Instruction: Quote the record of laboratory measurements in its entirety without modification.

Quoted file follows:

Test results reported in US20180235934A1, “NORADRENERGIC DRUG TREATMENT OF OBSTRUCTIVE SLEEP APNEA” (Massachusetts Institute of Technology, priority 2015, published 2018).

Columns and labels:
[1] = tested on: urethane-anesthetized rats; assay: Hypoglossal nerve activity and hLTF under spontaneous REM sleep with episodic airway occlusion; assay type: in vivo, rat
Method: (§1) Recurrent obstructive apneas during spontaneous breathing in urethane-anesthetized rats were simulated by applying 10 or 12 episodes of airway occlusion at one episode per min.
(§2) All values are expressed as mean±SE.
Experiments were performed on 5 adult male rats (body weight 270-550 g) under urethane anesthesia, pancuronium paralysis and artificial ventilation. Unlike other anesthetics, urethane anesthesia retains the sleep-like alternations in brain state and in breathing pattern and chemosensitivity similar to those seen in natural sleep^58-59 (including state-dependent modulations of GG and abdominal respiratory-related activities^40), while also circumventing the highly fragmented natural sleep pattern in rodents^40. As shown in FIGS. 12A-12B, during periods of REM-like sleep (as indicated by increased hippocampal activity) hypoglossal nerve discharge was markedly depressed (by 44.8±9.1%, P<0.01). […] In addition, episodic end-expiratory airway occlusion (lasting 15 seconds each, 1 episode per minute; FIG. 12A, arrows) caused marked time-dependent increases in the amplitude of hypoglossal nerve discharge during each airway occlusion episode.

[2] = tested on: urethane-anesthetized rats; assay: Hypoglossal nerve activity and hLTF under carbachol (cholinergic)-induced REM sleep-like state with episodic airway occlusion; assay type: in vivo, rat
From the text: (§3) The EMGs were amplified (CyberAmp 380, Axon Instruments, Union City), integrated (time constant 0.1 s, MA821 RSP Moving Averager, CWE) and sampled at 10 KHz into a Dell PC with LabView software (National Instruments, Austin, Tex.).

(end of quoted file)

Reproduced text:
Test results reported in US20180235934A1, “NORADRENERGIC DRUG TREATMENT OF OBSTRUCTIVE SLEEP APNEA” (Massachusetts Institute of Technology, priority 2015, published 2018).

Columns and labels:
[1] = tested on: urethane-anesthetized rats; assay: Hypoglossal nerve activity and hLTF under spontaneous REM sleep with episodic airway occlusion; assay type: in vivo, rat
Method: (§1) Recurrent obstructive apneas during spontaneous breathing in urethane-anesthetized rats were simulated by applying 10 or 12 episodes of airway occlusion at one episode per min.
(§2) All values are expressed as mean±SE.
Experiments were performed on 5 adult male rats (body weight 270-550 g) under urethane anesthesia, pancuronium paralysis and artificial ventilation. Unlike other anesthetics, urethane anesthesia retains the sleep-like alternations in brain state and in breathing pattern and chemosensitivity similar to those seen in natural sleep^58-59 (including state-dependent modulations of GG and abdominal respiratory-related activities^40), while also circumventing the highly fragmented natural sleep pattern in rodents^40. As shown in FIGS. 12A-12B, during periods of REM-like sleep (as indicated by increased hippocampal activity) hypoglossal nerve discharge was markedly depressed (by 44.8±9.1%, P<0.01). […] In addition, episodic end-expiratory airway occlusion (lasting 15 seconds each, 1 episode per minute; FIG. 12A, arrows) caused marked time-dependent increases in the amplitude of hypoglossal nerve discharge during each airway occlusion episode.

[2] = tested on: urethane-anesthetized rats; assay: Hypoglossal nerve activity and hLTF under carbachol (cholinergic)-induced REM sleep-like state with episodic airway occlusion; assay type: in vivo, rat
From the text: (§3) The EMGs were amplified (CyberAmp 380, Axon Instruments, Union City), integrated (time constant 0.1 s, MA821 RSP Moving Averager, CWE) and sampled at 10 KHz into a Dell PC with LabView software (National Instruments, Austin, Tex.).